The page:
Maluku in eastern Indonesia is the home to Muslims, Protestants, and Catholics who had for the most part been living peaceably since the sixteenth century. In 1999, brutal conflicts broke out between local Christians and Muslims, and escalated into large-scale communal violence once the Laskar Jihad, a Java-based armed jihadist Islamic paramilitary group, sent several thousand fighters to Maluku. As a result of this escalated violence, the previously stable Maluku became the site of devastating interreligious wars.
This book focuses on the interreligious violence and conciliation in this region. It examines factors underlying the interreligious violence as well as those shaping post-conflict peace and citizenship in Maluku. The author shows that religion—both Islam and Christianity—was indeed central and played an ambiguous role in the conflict settings of Maluku, whether in preserving and aggravating the Christian-Muslim conflict or supporting or improving peace and reconciliation.
Based on extensive ethnographic fieldwork and interviews as well as historical and comparative research on religious identities, this book is of interest to Indonesia specialists, as well as academics with an interest in anthropology, religious conflict, peace and conflict studies.
Table of Contents
Introduction 1. The Moluccas Sectarian Unrest: Religion, History, and Local Dynamics 2. Perang Sabil: Islam, Radicalism, and the Idea of Holy War 3. Perang Salib: Christianity, Militancy, and the Crusades Imagery 4. The Indigenous Systems of Brotherhood and Dispute Resolution 5. Christian and Muslim Leaders and the Idea of Reconciliation 6. Grassroots Agencies and Peace Movement 7. Government Responses towards Peacebuilding Initiatives 8. Contemporary Moluccas: Religion, Regionalism, and Citizenship 9. Conclusion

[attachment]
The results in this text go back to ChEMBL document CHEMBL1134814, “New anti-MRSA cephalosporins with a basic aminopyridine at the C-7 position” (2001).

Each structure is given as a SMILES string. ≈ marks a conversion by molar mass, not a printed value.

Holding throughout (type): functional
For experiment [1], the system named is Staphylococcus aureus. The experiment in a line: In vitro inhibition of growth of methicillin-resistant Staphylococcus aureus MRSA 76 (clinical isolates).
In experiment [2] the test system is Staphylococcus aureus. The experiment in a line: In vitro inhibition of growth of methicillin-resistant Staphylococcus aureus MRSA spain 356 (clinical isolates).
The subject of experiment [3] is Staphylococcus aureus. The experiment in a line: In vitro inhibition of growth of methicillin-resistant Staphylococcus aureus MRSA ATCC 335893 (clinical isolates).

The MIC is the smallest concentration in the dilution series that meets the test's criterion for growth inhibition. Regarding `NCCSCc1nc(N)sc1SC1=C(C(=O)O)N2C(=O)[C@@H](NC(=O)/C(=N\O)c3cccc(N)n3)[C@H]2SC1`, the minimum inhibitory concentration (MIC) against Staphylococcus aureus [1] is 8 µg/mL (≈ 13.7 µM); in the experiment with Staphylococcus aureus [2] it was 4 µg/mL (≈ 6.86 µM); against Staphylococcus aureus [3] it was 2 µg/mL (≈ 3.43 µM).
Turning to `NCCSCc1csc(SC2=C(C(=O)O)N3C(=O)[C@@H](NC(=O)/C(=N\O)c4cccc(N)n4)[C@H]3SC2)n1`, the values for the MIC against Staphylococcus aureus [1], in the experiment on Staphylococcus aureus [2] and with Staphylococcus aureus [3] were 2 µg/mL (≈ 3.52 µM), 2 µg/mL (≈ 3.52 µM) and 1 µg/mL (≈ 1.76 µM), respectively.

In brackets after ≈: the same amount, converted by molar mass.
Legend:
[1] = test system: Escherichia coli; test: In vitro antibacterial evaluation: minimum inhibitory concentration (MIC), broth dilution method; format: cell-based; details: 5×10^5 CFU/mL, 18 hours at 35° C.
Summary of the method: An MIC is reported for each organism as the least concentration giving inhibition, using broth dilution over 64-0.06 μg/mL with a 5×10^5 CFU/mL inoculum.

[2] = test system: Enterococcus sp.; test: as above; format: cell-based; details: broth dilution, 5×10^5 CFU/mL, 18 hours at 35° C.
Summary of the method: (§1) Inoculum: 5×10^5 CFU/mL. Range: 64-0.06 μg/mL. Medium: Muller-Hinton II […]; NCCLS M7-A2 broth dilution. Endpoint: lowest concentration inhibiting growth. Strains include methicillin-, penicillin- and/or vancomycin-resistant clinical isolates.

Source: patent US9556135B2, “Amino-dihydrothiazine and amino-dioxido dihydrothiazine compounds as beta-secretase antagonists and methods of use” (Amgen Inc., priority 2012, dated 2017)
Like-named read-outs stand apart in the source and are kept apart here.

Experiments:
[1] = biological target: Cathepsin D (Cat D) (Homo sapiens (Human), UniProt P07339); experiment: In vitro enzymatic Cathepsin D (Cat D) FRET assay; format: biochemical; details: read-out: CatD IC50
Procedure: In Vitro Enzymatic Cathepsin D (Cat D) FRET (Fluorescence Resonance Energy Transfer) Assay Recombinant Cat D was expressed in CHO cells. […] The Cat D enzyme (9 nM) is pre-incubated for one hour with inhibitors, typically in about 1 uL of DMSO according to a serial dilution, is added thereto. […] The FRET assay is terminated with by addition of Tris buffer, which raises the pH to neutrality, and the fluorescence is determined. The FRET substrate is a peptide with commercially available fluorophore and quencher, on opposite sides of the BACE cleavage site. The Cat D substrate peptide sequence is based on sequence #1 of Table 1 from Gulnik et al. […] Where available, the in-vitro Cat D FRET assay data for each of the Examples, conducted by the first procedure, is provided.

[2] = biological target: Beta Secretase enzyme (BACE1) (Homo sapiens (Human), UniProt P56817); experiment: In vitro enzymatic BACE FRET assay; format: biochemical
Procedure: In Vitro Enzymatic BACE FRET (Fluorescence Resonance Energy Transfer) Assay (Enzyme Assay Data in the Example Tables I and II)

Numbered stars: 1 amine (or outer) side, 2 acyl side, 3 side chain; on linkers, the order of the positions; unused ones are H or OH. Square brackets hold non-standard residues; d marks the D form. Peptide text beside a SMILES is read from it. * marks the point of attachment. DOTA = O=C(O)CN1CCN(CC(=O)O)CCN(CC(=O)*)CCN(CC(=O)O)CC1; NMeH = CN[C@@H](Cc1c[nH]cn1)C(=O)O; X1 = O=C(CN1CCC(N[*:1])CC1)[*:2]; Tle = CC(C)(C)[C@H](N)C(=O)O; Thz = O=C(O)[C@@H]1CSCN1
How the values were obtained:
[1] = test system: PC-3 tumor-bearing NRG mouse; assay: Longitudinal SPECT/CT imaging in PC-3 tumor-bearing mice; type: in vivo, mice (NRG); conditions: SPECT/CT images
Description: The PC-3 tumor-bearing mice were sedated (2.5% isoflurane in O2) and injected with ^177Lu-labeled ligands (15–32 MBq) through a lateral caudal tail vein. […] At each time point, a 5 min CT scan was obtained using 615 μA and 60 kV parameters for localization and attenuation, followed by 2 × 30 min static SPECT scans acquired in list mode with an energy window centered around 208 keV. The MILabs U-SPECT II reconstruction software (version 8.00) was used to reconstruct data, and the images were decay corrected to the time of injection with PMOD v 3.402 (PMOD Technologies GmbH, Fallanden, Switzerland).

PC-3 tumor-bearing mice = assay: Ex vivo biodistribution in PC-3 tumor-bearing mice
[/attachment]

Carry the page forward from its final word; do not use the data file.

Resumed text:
Sumanto Al Qurtuby is Assistant Professor of Cultural Anthropology at the King Fahd University of Petroleum and Minerals, Saudi Arabia. His research interests include the study of Muslim politics and cultures, and the role religion plays in conflict, violence, peace, and public affairs.
One of the several welcome features of the book by Sumanto Al Qurtuby is its competent synthesis of this literature, its augmentation with some original research conducted in 2010, and the dispelling of myths and the o¿ering of new insights along the way. [...] it is di¿cult not to admire how the author rose to the challenge of a very di¿cult ethnographic situation and managed to secure – especially as a Javanese Muslim – remarkably balanced access to diverse groups from both sides. Roy Ellen, South East Asia Research 2019.